Antitrust suit against Schwab and TD Ameritrade merger draws 'stunt' accusations and judge agrees
Franklin Tsung’s company, BlackCrown, filed suit in New York against Schwab and TD, but his decision to do so without a lawyer made it a clear 'stunt,' sources say.
Brooke's Note: Yes, this suit gets called a stunt. But the reason the BlackCrown suit is interesting -- despite surviving a mere few days on Earth before a judge extinguished it -- is its poignant symbolism. In completing its super-merger with TD Ameritrade, Schwab is surely putting a superhighway through an RIA virginal forest -- namely the VEO software ecosystem. Thus far, we have barely heard a whimper. But it seems we should register concern. So as poor a legal maneuver as this Tsung suit proved to be, it lacked nothing in heart or RIA spirit and makes you ask: Where is everybody else?
With much to lose--and gain--for his father's RIA software firm, Franklin Tsung's BlackCrown Inc., filed a lawsuit to kill the merger between Charles Schwab & Co. and TD Ameritrade Holding Corp. But the decision to press ahead without a lawyer sunk the case.
While the lawsuit's intent-- if not merits--reflected many RIAs' fears, BlackCrown had an ulterior motive--it was also jockeying to take over TD's custody arm, TD Ameritrade Institutional, to allegedly “dissipate the anti-competitive effects” of the deal, Bloomberg reported.
The BlackCrown CEO and founder's decision to sue Schwab may also have been made with an eye toward how his father's firm might fare should Schwab's less-third-party-friendly RIA technology usurp TD's widely praised open API software marketplace, VEO.
Tsung largely masterminded a deal with TD in Oct. 2011, that turned his father's 2009-founded RIA CRM software firm, AppCrown, into the conduit between TD-custodied RIAs and Salesforce software. See: How AppCrown got a big RIA footprint overnight.
Schwab has yet to confirm whether it will maintain VEO, which gives RIAs far greater access to third-party software.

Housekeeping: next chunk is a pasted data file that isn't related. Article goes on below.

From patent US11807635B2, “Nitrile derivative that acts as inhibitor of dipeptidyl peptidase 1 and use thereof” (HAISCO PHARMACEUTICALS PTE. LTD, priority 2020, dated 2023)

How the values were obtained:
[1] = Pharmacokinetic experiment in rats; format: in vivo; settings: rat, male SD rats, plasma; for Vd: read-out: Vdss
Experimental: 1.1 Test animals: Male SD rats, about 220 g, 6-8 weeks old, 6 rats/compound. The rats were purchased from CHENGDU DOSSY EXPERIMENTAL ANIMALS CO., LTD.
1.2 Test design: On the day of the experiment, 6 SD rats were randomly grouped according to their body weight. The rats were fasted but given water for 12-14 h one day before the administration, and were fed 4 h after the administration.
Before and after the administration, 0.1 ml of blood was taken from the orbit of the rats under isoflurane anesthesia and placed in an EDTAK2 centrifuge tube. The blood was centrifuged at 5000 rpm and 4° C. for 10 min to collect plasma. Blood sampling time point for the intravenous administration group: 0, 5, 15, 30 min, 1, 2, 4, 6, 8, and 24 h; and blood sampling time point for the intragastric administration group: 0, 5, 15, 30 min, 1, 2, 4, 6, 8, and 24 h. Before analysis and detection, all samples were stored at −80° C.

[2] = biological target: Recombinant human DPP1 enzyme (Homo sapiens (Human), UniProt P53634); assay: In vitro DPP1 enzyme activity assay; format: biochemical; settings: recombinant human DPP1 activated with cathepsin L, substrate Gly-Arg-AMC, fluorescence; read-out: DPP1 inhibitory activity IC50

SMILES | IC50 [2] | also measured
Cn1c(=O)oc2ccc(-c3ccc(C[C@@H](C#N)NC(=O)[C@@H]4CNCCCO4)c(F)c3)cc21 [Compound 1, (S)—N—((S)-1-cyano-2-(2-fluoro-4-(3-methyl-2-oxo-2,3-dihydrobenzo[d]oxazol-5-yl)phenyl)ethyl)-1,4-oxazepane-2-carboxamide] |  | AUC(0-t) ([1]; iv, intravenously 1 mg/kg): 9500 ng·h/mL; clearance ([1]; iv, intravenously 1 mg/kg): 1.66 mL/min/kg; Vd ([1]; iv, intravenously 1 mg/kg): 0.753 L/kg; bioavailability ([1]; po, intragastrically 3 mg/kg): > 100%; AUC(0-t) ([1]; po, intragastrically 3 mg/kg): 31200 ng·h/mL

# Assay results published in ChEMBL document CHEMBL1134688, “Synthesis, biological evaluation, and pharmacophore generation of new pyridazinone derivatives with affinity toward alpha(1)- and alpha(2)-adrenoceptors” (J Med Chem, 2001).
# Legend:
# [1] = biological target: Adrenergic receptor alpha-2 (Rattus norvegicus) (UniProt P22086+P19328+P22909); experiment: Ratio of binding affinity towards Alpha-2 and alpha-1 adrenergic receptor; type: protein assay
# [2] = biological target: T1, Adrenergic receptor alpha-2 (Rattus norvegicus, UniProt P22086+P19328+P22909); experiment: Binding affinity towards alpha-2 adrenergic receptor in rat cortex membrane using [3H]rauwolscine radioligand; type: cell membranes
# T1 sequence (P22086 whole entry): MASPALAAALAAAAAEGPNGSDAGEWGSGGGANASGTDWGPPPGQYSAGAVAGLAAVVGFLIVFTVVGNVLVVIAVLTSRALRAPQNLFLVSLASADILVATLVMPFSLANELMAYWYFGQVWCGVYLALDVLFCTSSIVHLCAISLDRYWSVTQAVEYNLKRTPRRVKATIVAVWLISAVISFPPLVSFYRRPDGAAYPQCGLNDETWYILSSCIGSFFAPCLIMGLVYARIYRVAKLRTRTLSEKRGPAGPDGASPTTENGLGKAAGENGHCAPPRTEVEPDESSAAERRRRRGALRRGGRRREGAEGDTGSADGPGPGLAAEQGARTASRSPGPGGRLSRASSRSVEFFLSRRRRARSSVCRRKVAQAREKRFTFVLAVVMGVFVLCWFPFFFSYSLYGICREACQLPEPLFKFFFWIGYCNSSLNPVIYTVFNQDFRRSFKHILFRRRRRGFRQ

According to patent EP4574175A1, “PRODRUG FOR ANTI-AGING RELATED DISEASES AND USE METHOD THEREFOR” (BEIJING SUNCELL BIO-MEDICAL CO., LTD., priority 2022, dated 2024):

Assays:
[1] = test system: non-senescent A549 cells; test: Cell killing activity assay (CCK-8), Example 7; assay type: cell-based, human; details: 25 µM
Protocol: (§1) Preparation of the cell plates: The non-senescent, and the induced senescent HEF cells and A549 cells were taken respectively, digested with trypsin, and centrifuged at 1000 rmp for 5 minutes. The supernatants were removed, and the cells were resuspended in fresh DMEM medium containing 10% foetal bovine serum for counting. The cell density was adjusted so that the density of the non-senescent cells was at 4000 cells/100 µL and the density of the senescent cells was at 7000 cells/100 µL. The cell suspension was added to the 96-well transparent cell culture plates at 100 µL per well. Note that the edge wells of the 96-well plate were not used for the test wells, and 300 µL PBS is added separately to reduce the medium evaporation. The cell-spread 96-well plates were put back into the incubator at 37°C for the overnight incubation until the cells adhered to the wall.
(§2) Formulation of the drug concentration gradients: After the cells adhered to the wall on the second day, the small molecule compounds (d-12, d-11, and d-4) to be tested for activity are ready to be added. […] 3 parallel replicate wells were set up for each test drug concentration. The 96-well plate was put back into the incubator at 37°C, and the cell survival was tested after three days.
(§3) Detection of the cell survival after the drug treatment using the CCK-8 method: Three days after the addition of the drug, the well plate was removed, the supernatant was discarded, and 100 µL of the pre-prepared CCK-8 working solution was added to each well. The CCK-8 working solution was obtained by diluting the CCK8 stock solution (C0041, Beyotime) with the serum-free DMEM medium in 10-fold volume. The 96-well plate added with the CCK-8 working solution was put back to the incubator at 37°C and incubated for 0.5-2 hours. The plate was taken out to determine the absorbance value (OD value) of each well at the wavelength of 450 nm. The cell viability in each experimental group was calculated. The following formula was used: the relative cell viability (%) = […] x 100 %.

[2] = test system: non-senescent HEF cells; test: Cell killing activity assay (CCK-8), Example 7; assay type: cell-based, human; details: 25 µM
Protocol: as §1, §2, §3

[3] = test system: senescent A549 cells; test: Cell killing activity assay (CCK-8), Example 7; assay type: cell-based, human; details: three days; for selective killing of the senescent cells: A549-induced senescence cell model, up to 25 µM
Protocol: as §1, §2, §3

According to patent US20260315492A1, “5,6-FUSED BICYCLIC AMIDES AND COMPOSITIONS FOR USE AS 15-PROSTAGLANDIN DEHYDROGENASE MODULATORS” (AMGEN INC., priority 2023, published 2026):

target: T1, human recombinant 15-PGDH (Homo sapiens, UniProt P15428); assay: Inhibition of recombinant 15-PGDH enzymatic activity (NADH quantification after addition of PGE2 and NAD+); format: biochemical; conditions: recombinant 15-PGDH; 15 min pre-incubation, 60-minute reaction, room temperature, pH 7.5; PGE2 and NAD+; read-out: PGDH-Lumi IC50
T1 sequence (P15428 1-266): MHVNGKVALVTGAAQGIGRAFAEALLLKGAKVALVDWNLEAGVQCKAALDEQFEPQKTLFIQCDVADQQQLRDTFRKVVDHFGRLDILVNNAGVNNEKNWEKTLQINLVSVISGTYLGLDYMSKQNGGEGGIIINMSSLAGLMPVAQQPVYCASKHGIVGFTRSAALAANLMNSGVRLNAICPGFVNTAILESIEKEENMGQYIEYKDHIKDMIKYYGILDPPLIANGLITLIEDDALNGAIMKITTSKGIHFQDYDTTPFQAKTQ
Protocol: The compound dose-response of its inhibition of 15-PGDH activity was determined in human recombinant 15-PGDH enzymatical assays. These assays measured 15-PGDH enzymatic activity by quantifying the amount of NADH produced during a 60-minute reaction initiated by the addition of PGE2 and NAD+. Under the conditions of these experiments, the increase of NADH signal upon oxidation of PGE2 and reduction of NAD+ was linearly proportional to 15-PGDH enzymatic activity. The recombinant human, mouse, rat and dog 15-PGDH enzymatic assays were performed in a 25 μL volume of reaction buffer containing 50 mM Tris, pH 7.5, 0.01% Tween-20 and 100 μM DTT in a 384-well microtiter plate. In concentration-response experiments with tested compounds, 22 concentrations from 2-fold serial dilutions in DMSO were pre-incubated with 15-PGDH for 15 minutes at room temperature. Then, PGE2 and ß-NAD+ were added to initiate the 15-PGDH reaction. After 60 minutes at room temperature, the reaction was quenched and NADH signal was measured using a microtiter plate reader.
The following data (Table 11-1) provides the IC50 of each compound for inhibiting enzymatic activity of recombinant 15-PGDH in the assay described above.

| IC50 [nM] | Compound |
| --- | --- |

Indeed, there has been some speculation that it will kick it to "the curb" in favor of its own more proprietary service, OpenView Gateway, should the $26 billion merger go through. See: Schwab's reported TD Ameritrade deal leaves 10,000 RIAs in twilight zone.
Public relations ploy?
New York City-based BlackCrown filed its suit pro se (in one's own behalf) on Dec. 18 in the U.S. District Court for the Southern District of New York.
The complaint charges the San Francisco broker-dealer and RIA custodian pushed through an illegal, "anti-competitive" merger that will "disenfranchise" a swathe of RIAs by establishing a tiered "caste system." See: Schwab sends most RIAs to 1-800 custody service -- a downgrade many TD Ameritrade RIAs will have to swallow.
If the case had succeeded, Schwab potentially would also have found itself liable for a hefty $1 billion payout to TD, according to Form 8K filings by TD on Nov. 27. See: Breaking up is hard to do: Schwab and TD Ameritrade both on hook for $1 billion should either firm get cold feet, shareholders revolt, or antitrust regulators quash deal.
Nevertheless, BlackCrown's attempt at deal-killing was DOA, after it went to court in its legal birthday suit, says Bill Singer, attorney and writer of the Broke and Broker blog, via email.
"When I first heard about this case, I rolled my eyes ... [and in the] Order of Dismissal ... the court barely disguises its annoyance with the perceived silliness of the filing."
"The federal court would have none of this nonsense ... given the serious antitrust issues alleged and the likely full-tilt defense from Schwab. Such a non-lawyer strategy seems, at best, dubious and, at worst, a public relations ploy," he adds.
Neither Franklin Tsung, nor his father, Ted Tsung have replied to a request for comment at the time of publication.
Call it a stunt and legally dubious, but the suit caught the RIA world's eye for good reason, says Nerd's Eye View Blogger, Michael Kitces in a tweet.
"Though filed pro se or not, the concerns being raised really ARE shared by the RIA community -- [namely a] lack of competition, especially for large RIAs, if [or] when #Schwabitrade controls [the] majority of the market. Not to mention [the] risk of #FinTech innovation loss if TDA VEO goes away," Kitces tweets.